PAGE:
Since then, the amount of e-waste generated globally has increased: A 2013 study by the group Solving the E-Waste Problem (StEP) Initiative forecasted that the amount of e-waste produced globally may rise by a third in the next five years, from nearly 49 million metric tons to 64.5 million tons. However, a few e-waste experts say the Basel Convention and related debates no longer reflect the shifting geographies of the global e-waste market. And in a forthcoming study, geographer Josh Lepawsky notes that while Indonesia was a net importer of e-waste in 1996, it is now a net exporter whose top three export destinations are China, South Korea and Hong Kong.
Electronics are still sent abroad by the United States and other developed countries. But researchers say the material is often critical for technology infrastructure in developing countries, and that much of the e-waste crossing the globe is actually destined for repair and reuse rather than immediate recycling.
A study (PDF) last year by the United States Trade Commission found that most used electronic devices exported from the United States are refurbished and resold and that "only a small share" of all exports were sent for disposal. Jim Lynch, a recycling expert at TechSoup Global, a U.S.-based nonprofit, says adding extra life to computers saves between five and 20 times more energy than recycling them outright. Preserving a computer's lifespan is important because the average desktop requires 530 pounds of fossil fuels, 50 pounds of chemicals and 400 gallons of water to manufacture, according to Lynch.
"A big part of the story that's rarely, if ever, talked about is keeping these materials in circulation that have already come out of the ground," says Lepawsky. Environmental and health concerns about informal e-waste recycling are "absolutely legitimate," he adds, but they should be evaluated alongside the need to cut down on resource extraction.
Fledgling recycling companies in the developing world often purchase printed circuit boards from informal scrap collectors and either reprocess them in a nearby modern facility or ship them to one in a more developed country such as Germany. In India, Attero recycles circuit boards in its own 100,000-square-foot facility. One of the company's principal backers, the International Finance Corporation — the private-sector arm of the World Bank — says Attero is India's only "end-to-end" e-waste recycler and could inspire other projects across the country. But forging sustainable links between India's formal and informal recycling sectors may be a long-term project: A January study in the Journal of Environmental Protection said only 3 percent of India's e-waste stream is processed formally and that an estimated 25,000 people handle 50,000 tons of hazardous e-waste each year in Delhi alone as part of the informal recycling trade.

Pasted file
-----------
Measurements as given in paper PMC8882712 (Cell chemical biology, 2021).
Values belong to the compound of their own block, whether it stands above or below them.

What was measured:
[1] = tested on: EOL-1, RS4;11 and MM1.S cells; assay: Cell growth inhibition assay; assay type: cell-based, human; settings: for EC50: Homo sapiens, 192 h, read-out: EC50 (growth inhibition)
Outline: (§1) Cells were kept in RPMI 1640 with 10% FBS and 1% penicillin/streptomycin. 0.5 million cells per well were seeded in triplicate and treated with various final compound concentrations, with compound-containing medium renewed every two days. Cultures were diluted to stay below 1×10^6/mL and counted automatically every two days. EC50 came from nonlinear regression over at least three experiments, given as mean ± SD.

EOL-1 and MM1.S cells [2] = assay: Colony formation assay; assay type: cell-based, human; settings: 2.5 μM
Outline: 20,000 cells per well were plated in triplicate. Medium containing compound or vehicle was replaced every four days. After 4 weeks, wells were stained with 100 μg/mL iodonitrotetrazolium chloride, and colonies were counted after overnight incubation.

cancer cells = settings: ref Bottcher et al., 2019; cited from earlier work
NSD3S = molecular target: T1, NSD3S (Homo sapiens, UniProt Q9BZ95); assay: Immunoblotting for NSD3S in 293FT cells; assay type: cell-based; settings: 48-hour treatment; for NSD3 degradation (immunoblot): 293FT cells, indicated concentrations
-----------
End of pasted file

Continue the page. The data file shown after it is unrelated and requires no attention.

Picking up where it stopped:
Peru Recicla, a Peruvian company, buys circuit boards from informal collectors and ships them to a state-of-the-art facility in Germany. In 2008, the company exported about 50 tons of shredded circuit boards to Hamburg, and company officials say that about half of a typical export shipment is purchased from informal recyclers. Peru Recicla is a promising example of an entity linking informal and formal circuit board recyclers, according to researchers, but a lingering challenge is how to expand the scope of such businesses to include plastics and other less valuable e-waste components.
E-waste experts say that attempts at reform should begin with the recognition that informal e-scrap collectors are good at what they do — finding value in waste — and should be an integral part of any environmental solution. "Even though there is evidence of environmental problems related to recycling of e-waste, I think there are some activities in this system that are positive," says Kahhat. "Instead of saying, 'OK, I'll put a stop on everything,' try to understand what activities are positive and do not harm the environment, and give creative solutions for those activities that are harming the environment."
E-waste image by Pedro Miguel Sousa via Shutterstock.